According to the latest readings published by Germany’s IFO index, the businesses across the region are displaying a pessimistic sentiment and painting a gloomy picture for the German economy as the coronavirus pandemic leaves a long-lasting impact.
Europe is going to extreme lengths to safeguard its population from the near-fatal virus. However, while doing so, it is battling another challenge – the economic slowdown. The COVID-19 outbreak is not only taking a toll on the global healthcare system but also impairing the economies.
As the European Central Bank forecasted earlier this month, Europe is likely to be the worst-hit region from the pandemic as businesses struggle to cope up with the declining sales, and the area continues to report increasing unemployment rate each day.
German IFO index records all-time lows
On 24th April, the German IFO index recorded a business sentiment that was only prevalent during the 2008 financial crisis and the recession that hit the global economy subsequently. According to the IFO institute, the coronavirus has resulted in the region witnessing the worst-ever decline in decades.
The reading takes into account the business sentiments of around 9000 German companies. It is often used as an indicator of the overall business environment and how German businesses are competing with the rest of the world.
In its April report, the overall enthusiasm among the German businesses was quite gloom-ridden and reported 74.3 points, as opposed to 85.9 reading from the previous month. Although it is yet to sink to its lowest-ever figure, experts claim that as the lockdown measures intensify, affecting the purchasing power of the consumers, the German economic prospects will continue to be downbeat.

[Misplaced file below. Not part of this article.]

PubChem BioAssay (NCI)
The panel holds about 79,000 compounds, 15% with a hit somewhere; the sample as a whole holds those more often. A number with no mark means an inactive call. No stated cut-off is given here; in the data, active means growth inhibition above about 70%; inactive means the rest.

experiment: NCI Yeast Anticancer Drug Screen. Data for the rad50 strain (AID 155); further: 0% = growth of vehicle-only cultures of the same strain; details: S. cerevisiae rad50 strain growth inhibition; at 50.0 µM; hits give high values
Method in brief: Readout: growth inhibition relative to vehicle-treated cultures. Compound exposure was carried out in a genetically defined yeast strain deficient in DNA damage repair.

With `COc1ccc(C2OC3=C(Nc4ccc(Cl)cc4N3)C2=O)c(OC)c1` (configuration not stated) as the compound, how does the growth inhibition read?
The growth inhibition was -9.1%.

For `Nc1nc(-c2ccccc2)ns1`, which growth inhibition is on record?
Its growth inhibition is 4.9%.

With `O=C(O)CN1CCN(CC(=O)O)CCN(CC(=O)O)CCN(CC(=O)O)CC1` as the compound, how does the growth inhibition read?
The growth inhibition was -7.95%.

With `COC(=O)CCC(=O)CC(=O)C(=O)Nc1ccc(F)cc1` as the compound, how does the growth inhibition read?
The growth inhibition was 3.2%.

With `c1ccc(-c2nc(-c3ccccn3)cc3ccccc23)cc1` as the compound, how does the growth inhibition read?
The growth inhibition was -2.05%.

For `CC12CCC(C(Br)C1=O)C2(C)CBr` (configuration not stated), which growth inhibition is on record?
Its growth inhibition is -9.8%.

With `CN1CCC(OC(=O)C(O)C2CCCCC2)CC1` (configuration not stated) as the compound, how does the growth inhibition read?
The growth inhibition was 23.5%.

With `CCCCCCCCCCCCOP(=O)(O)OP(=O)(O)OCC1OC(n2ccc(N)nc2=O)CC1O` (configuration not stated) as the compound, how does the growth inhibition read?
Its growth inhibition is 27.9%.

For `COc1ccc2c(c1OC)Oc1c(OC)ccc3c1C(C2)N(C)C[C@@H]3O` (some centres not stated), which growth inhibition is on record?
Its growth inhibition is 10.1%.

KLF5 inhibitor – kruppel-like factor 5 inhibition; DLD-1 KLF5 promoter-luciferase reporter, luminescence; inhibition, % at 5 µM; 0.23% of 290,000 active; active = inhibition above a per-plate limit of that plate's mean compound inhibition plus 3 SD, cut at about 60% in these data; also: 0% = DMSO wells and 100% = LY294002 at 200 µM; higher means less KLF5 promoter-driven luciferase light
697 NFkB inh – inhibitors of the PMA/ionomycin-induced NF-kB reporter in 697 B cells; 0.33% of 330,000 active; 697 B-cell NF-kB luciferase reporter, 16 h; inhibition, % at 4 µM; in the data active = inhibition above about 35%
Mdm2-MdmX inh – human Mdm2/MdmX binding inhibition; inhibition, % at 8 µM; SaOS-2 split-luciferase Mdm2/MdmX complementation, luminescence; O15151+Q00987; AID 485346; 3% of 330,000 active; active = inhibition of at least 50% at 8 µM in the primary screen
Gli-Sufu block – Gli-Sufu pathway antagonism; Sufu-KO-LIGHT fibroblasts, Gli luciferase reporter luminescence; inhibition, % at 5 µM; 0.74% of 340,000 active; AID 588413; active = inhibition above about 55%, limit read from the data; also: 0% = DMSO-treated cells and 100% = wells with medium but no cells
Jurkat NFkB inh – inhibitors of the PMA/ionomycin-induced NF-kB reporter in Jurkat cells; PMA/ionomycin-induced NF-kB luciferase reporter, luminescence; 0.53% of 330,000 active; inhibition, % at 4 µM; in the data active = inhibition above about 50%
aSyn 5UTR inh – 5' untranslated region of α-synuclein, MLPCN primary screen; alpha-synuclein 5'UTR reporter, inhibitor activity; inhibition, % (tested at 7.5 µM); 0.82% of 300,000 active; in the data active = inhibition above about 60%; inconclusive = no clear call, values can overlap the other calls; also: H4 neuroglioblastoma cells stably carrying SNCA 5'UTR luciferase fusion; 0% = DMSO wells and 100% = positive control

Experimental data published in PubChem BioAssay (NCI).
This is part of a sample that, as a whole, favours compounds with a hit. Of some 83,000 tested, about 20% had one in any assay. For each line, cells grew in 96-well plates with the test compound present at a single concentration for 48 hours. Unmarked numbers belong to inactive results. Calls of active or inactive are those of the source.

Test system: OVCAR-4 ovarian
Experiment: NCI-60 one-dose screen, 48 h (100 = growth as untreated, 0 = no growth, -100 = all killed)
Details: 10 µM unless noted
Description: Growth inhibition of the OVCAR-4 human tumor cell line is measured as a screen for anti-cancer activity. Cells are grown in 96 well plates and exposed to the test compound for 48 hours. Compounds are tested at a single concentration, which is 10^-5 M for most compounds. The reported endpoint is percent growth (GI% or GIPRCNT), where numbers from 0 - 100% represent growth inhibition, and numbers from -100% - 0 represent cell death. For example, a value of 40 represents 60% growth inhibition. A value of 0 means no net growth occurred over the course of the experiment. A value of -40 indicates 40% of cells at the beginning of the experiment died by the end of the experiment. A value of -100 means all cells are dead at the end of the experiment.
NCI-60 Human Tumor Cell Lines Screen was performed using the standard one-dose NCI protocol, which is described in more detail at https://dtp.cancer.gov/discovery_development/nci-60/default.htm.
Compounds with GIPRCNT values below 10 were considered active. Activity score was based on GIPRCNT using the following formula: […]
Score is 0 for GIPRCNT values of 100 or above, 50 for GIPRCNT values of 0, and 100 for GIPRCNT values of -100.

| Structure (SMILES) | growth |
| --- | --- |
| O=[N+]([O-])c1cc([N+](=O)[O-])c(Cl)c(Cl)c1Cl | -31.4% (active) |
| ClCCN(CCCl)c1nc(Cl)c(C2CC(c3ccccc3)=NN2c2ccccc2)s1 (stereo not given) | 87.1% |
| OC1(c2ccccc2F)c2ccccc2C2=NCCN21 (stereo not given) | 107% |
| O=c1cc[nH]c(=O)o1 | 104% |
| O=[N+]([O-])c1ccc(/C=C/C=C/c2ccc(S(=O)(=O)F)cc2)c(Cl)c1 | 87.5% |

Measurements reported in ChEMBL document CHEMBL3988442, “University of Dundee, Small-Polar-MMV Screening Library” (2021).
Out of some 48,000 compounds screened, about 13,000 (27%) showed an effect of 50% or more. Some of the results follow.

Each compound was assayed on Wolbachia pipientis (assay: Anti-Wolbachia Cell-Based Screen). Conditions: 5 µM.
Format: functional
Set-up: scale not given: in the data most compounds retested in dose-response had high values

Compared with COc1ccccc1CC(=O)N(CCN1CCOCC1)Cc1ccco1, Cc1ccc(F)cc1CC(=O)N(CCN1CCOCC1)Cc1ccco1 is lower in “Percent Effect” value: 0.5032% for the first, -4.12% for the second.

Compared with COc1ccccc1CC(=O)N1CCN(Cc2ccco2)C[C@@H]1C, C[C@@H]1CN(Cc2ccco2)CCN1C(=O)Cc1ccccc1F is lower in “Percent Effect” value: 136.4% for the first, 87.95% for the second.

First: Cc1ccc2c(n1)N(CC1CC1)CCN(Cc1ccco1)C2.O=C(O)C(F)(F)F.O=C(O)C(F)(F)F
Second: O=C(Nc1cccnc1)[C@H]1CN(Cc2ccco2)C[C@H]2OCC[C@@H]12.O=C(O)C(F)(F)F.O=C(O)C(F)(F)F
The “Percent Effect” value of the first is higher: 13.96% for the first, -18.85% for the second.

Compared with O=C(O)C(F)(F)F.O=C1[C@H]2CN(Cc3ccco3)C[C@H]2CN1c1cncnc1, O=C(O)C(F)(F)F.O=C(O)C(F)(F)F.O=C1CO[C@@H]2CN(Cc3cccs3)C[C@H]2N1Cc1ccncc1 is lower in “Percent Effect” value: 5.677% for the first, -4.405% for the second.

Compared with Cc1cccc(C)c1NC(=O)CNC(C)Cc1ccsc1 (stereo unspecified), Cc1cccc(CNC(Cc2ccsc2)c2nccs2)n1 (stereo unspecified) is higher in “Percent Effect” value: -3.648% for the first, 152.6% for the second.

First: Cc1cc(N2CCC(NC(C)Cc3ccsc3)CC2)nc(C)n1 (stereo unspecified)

The report also states that the last time the IFO index expressed a gloomy forecast was when the global recession hit the German economy with full fury, back in 2009. It was when the country reported negative economic growth with the highest ever unemployment rate.
All hopes rest on May
Although it cannot be said for sure how things would play out this time, given the fact the government relaxing the lockdown measures gradually and commencing businesses under strict guidelines, it is clear that the country has an uphill battle ahead.
Focussing on the positive side, the German government is doing all it can to rescue its flailing economy. From approving a EUR 10 billion stimulus payout, offering financial aid to the jobless to reducing the VAT for struggling businesses, it is pulling out all stops to mitigate the repercussions, thus implying that the May IFO index figures could be slightly positive.
Moreover, the IFO President, Clemens Fuest, has mentioned that although citizens must not expect a full recovery within this year, it is hopeful that it will at least be on a much-awaited path to recovery by the second half of this year, possibly suggesting that there might very well be a light at the end of the very long dark tunnel.